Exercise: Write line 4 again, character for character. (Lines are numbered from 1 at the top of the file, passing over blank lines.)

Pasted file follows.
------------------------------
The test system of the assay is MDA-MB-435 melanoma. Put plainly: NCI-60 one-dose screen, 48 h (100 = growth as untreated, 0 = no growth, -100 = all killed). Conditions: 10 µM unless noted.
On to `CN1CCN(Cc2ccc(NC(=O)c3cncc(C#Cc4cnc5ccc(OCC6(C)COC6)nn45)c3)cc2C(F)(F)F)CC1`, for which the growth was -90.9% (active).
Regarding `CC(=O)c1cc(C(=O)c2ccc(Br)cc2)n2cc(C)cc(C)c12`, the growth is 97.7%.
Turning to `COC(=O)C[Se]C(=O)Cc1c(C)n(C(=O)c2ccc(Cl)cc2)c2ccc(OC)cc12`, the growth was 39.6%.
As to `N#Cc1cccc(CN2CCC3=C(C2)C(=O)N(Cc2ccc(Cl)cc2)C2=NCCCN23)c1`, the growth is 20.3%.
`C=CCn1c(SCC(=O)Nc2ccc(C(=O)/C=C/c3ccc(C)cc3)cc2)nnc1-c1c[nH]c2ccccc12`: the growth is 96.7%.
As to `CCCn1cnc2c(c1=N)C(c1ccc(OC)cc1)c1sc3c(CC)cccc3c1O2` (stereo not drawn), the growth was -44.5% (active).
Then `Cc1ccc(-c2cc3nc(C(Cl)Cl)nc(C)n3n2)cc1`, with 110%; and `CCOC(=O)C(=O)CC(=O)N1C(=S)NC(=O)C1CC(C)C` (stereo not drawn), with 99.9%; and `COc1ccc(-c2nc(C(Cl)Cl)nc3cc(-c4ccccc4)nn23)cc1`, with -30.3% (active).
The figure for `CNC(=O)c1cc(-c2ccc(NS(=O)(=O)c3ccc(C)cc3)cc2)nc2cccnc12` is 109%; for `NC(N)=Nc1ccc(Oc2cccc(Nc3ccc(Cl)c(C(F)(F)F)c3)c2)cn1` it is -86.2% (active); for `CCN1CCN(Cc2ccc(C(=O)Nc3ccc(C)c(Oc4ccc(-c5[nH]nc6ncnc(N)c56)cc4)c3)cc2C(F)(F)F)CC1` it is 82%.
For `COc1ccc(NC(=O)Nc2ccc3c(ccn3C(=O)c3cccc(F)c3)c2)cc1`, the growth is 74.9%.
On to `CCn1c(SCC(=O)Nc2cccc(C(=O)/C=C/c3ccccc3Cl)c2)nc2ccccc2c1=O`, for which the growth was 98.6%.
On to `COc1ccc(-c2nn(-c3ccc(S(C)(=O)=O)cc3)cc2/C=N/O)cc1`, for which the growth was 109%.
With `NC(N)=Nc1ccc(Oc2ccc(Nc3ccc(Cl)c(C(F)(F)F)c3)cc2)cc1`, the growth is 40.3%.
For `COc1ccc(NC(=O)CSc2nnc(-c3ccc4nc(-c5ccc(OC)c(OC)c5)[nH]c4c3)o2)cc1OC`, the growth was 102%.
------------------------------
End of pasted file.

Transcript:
Turning to `COC(=O)C[Se]C(=O)Cc1c(C)n(C(=O)c2ccc(Cl)cc2)c2ccc(OC)cc12`, the growth was 39.6%.